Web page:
THE EARLY CHILDHOOD ARENA is receiving intense political attention in Australia as we attempt to create policies that reflect international understandings about the importance of the early years. Early childhood practitioners are on the receiving end of new curricula, guidelines and standards that influence how they work with children, families, communities and each other. It is a time of change; a time when the early childhood profession is positioned to gain credibility and status. It is a time when new ideas and new ways of thinking are challenging existing practice. Early Childhood Australia has been a voice for children since 1938 and continues to be a voice both for children and for early childhood practitioners. As the longest running major early childhood journal in Australasia, the Australian Journal of Early Childhood (AJEC) plays a significant role in this, creating space for debates about key early childhood issues and offering cutting-edge research in early childhood.
In this issue, we have taken the opportunity offered to us through modern technology to increase the number of articles published. We recognise the importance of hearing the voices of leading academics and practitioners in early childhood around the world and aim to improve their ability to make their ideas and their work available publicly. From now on, we will publish articles in hard copy with an annex of articles online. All are peer reviewed and judged to be high-quality articles. Our bumper edition celebrates both the eminence of early childhood in the Australasian political arena and the knowledge and skills of academics around the world who are contributing to the Australasian early childhood scene.
In this time of rapid change, where numerous curriculum documents are being made available to early childhood professionals, it can be difficult for practitioners to understand and implement each one effectively. Burgess, Robertson and Patterson worked with practitioners to identify the decision-making process that leads them to engage or not engage with such initiatives. They found that a considerable proportion (39 per cent) of their participants initially reacted negatively to these initiatives, particularly when they felt their workload would increase as a consequence of engagement. The more they were exposed to additional initiatives, the less likely they were to engage. The fact that our understandings of high-quality early childhood initiatives are, themselves, contested, creates a challenge for early childhood practitioners. Logan and Sumsion argue that we need to create space for debates on quality. As a profession, we do not all share common understandings, and the measurement tools (such as the Quality Improvement and Accreditation System—QIAS) do not emphasise a number of the less tangible perceptions of quality held by practitioners.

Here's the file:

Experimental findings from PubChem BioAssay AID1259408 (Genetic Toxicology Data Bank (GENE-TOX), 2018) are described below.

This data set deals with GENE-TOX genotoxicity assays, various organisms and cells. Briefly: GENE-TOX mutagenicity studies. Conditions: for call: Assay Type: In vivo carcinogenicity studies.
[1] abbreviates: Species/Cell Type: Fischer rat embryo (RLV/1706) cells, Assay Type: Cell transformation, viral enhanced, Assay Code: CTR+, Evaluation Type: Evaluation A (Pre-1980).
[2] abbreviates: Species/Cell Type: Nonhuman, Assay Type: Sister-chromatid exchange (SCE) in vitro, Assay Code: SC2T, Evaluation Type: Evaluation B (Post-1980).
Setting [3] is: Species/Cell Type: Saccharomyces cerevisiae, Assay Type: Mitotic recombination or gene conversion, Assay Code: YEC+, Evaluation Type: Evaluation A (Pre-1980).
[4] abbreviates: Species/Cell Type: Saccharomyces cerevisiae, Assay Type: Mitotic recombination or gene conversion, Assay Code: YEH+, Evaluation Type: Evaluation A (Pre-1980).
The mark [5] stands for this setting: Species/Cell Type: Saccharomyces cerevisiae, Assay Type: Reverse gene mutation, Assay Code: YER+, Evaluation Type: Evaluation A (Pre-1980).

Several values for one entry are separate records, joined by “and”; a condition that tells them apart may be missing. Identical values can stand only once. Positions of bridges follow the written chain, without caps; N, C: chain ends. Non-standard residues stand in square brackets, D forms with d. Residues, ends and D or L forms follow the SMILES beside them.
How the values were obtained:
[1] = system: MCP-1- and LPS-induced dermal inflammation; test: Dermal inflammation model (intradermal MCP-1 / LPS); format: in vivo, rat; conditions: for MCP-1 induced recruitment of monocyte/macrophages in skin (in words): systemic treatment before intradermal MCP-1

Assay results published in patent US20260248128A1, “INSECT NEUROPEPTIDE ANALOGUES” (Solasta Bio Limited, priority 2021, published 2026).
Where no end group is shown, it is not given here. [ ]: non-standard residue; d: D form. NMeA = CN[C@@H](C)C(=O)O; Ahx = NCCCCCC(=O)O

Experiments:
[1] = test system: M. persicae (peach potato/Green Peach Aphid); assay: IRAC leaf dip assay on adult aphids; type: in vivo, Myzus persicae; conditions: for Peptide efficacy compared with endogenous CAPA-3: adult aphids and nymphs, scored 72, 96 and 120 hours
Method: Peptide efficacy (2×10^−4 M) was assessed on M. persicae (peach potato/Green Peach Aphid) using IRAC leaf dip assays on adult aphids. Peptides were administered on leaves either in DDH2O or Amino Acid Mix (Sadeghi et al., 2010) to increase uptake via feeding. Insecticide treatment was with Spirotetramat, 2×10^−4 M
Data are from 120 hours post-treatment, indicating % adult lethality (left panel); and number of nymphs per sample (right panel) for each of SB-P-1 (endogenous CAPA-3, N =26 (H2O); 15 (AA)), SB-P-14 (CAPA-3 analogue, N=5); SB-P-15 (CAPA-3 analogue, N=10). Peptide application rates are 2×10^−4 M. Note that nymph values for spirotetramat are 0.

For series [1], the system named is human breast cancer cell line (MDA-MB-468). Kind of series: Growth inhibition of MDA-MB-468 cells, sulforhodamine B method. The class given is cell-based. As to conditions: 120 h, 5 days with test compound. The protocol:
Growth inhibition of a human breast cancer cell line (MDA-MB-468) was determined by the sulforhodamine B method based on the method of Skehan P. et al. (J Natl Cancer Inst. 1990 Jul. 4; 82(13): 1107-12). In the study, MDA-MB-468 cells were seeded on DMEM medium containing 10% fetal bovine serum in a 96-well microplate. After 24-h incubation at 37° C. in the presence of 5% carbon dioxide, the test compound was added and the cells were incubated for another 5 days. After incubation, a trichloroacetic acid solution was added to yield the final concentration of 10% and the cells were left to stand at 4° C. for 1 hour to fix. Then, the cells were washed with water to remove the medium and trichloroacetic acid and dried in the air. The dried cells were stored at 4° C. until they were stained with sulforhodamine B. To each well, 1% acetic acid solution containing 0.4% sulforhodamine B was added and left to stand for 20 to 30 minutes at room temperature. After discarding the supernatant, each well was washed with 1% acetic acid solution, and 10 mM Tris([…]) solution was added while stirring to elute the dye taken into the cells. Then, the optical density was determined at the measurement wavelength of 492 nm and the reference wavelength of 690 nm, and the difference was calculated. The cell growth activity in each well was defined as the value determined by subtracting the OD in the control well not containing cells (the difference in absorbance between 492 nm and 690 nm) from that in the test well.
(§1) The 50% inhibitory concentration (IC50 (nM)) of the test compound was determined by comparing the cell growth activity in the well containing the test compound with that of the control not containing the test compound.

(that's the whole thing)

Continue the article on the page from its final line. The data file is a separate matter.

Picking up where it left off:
One of the key components of new early childhood standards is qualifications and there is an underpinning rationale arguing that improved qualifications lead to improved quality of service delivery. In my paper I, however, argue that this is somewhat dependent on the content of the training and that it is important that we reflect on what we want early childhood practitioners of the future to do, in order to develop the training that will prepare them for these new roles. Certainly it is clear that early childhood practitioners will need the skills to deliver culturally competent services. Guilfoyle, Saggers, Sims and Hutchins discuss what this means from their research with Indigenous communities. Practitioners also need to work effectively with families. Early childhood practitioners are in an ideal position to offer family/parent support as discussed by Rolfe and Armstrong. In some cases, parent support may reach out from a centre-based program. For example, Aylward, Murphy, Colmer and O’Neill discuss a parent intervention based around attachment theory and the circle of attachment available to families identified as ‘at risk’. Social and emotional wellbeing is also an important component of high-quality early childhood programs. Davis and colleagues discuss their work in determining early childhood professionals’ understanding of social and emotional wellbeing and how this can be promoted. Early childhood programs influence not only social and emotional wellbeing but are also shown to influence children’s eating habits in their home. Tysoe and Wilson show that children attending centres that operate the ‘Start Right Eat Right’ program are likely to eat more healthy foods in their homes than children attending centres not operating the program.